Tips for Clay Pigeon Shooting
Clay pigeon shooting, or Skeet shooting, is one of the most rewarding and difficult sports to get started in. It takes skill with a firearm, patience, and a lot of practice to retrain yourself from hitting stationary targets to hitting moving targets. Despite the effort it takes to get started, many people find that learning to shoot this way improves their overall marksmanship. Skeet shooting is not just a skill-based solo sport, it’s also a fantastic team sport that you can do with groups of friends or family. It’s extremely fun and can more than easily provide a full weekend worth of fun.
In this article we’ll look at some of the top tips for both getting started as a beginner, and even some tips for the more experienced marksman who wants to improve. There’s plenty of skeet shooting tips for everyone!
Use A good thrower
It all starts with ensuring that you have a good skeet thrower. A decent model can set you back a fair amount in today's market, so ensure you check out reviews and buying guides of good models. Because throwers typically cost a fair amount of money for a higher-end model, you really can't afford to make the wrong choice. If you're looking for assistance purchasing one, then check out our guide to buying the right skeet thrower. Purchase a trap thrower that suits your level and type of shooting, but also has the capability to adapt as you progress in skill level. Throwers are long-term investments and should last you a lifetime, so treat them right.
Stance is everything
Just as when you are shooting at a stationary target, how you position yourself is absolutely key to getting the right shot. You’re going to get a lot of recoil so it’s important not to have a stance that is going to let you be rocked back; you need to ensure that you can take the recoil while maintaining your aim. If you are right handed, you need to have your left foot forward with your knees slightly bent; if you’re a left hander, do the opposite. This will allow you to absorb the shock through your knees and keep your aim solid.
Knowing your dominant eye
Just because you are right or left-handed, it doesn’t mean that that is also your dominant eye. It doesn’t help to keep both eyes open when shooting a clay pigeon because you have to track it across your field of vision. Figure out which eye is dominant by picking a spot about 15ft from you and placing your finger directly in line with it. Then close your eyes first left, then right, whichever eye open means the finger doesn’t move from the target is your dominant eye. When shooting, this is the eye to keep open.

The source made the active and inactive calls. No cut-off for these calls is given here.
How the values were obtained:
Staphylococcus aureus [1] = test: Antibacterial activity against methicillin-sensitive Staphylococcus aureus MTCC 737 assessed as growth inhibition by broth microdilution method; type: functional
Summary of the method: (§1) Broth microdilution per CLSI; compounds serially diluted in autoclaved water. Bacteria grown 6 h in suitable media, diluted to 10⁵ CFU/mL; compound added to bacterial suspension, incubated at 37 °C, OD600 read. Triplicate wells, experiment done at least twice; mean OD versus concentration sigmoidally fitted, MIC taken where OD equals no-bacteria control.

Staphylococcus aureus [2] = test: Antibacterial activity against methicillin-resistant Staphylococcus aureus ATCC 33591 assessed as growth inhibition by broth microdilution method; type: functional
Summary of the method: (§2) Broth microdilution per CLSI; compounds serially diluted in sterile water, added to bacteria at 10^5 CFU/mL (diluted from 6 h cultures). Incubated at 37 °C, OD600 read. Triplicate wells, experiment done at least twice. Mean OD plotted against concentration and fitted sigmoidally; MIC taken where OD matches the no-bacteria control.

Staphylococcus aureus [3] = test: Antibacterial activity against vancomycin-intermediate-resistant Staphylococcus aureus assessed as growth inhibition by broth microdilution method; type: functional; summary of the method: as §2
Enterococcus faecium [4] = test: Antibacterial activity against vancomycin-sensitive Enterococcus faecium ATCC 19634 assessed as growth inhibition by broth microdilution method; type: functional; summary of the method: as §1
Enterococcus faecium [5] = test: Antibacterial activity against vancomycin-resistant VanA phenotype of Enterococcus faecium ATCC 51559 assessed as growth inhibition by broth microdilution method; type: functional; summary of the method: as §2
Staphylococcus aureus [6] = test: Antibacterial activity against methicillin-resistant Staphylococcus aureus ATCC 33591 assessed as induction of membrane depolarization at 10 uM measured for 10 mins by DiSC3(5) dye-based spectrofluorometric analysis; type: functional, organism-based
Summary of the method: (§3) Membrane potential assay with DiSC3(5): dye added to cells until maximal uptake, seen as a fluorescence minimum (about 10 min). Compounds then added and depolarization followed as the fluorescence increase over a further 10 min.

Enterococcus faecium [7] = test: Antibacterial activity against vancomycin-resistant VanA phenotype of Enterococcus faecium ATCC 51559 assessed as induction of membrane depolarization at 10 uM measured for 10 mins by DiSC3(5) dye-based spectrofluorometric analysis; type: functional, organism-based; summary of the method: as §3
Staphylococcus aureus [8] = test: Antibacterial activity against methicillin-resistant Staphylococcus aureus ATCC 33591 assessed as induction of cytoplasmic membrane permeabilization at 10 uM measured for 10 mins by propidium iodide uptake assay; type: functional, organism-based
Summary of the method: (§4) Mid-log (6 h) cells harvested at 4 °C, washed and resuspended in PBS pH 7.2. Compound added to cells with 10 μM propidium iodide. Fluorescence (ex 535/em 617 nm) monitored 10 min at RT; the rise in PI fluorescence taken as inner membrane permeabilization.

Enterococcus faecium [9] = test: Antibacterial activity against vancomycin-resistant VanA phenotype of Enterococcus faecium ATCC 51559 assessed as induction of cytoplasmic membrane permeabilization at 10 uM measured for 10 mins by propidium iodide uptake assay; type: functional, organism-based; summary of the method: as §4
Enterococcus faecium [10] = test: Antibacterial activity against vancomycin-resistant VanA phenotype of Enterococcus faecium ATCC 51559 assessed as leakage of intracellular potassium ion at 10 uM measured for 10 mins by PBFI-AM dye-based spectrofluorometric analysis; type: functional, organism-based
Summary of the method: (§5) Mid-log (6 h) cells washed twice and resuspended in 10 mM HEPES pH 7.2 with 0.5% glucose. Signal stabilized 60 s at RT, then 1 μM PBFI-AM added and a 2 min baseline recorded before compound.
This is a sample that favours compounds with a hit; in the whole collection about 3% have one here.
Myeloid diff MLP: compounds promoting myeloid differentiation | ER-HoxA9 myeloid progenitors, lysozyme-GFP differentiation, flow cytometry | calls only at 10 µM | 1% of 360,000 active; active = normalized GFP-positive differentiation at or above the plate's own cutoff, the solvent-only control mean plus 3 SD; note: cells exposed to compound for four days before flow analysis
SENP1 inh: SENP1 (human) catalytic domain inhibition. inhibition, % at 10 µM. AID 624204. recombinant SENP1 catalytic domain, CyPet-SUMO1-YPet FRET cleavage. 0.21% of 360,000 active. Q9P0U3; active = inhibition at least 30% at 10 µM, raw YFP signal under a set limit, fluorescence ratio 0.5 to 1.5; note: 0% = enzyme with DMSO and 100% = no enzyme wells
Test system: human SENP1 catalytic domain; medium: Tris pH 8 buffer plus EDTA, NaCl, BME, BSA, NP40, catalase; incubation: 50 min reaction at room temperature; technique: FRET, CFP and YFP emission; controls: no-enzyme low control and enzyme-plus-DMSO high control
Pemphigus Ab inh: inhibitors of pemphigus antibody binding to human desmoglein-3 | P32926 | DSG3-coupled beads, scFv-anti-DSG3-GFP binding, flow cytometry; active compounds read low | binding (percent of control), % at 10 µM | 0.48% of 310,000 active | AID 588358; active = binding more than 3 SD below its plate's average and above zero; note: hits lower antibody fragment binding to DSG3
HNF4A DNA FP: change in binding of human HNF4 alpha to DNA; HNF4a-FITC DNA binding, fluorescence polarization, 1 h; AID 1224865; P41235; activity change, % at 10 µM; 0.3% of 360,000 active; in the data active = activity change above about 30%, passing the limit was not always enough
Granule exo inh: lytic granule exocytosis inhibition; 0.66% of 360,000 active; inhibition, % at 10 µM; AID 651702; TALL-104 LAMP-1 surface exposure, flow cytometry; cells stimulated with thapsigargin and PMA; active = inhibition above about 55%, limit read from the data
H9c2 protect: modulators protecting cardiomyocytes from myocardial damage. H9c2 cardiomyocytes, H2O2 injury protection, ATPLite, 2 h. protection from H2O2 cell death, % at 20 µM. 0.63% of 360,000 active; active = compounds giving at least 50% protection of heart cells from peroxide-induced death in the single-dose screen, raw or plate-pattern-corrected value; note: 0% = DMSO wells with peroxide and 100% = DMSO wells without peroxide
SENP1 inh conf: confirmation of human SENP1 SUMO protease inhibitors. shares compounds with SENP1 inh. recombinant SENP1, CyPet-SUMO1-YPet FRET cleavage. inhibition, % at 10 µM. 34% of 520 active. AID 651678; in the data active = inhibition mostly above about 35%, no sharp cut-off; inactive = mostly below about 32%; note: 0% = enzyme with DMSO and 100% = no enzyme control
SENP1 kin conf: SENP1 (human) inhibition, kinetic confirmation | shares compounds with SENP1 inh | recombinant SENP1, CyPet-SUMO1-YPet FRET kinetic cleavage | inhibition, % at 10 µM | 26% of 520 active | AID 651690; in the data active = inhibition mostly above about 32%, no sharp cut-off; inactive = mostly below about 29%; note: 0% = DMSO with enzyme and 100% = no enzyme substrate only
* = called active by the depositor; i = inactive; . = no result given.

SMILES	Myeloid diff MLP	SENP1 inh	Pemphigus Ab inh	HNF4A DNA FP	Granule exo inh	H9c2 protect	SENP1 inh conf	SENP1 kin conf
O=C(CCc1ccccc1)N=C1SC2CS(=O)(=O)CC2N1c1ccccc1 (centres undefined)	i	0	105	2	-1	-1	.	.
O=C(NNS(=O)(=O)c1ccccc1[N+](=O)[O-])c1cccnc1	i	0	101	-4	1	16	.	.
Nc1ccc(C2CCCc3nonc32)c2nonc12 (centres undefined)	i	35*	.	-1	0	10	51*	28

Placing the stock
As you know, you’re likely to get hit with recoil, but you also want to make sure you maneuverability. To make a successful shot, you’ll want to hold the weapon at the ready but not quite lodged into the socket. Keep the stock slightly looser just below the armpit while you track the Skeet, when you have a shot ready, bring the stock up into the shoulder socket and fire. This will allow you to more easily track your target across the sky without being stiff. It’s a great idea to practice this with an unloaded weapon. You can get the hang of shifting the stock into your shoulder and making sure you get the same alignment each time.
Focus on the target, not the sight
Clay pigeon shooting involves not just reflexes, but also split-second timing. The more time you take, the further you have to shoot. By trying to line your sights up with the target, you will make a far more difficult shot. It’s worth “pointing” with your eye on the target directly; this may mean you miss a few when you start, but will make you a much more competent Skeet shooter with a higher success rate. Also, if you are trying t take down two skeet, the time it takes to line up the second shot will almost definitely result in a miss.
Examine your form
You may be a great shooter at stationary targets, but this is a whole different ball-game. You should take the time to evaluate each shot and see where you went right and where you went wrong. The process of reflection will help you make the necessary adjustments. Are you holding your gun too tightly, are you lining up to a different place on each shot, or are you not settling the stock quickly enough? These, and more, can adjust your success rate drastically. No one starts out as an expert, but we can become better uch quicker by taking the time to examine our mistakes and our successes.
The most important tip you can take away from this article is that of safety protocols. You may have been hunting for years, and as such know how to ensure you’re making a safe shot…But it can be very different with fast moving targets. Make sure that you know what height you can drop to without causing potential danger, don’t try for the last second “glory shot.” Also, this is not a sport to be played with people who don’t know basic gun safety; the barrel will be moving and as such the danger area is increased, be aware of it.
Ready To Take Things To The Next Level?
That’s our round up of top tips for improving your clay pigeon shooting skill. With your newly acquired knowledge you should now be able to get out there and compete with your fellow shooters. If you still feel like a novice even after implementing these tips, don’t worry! Clay pigeon shooting is a tricky sport and requires years of practice to become good at. Although we’ve listed some practical types that you can implement to improve your game, we never mentioned the importance of experience!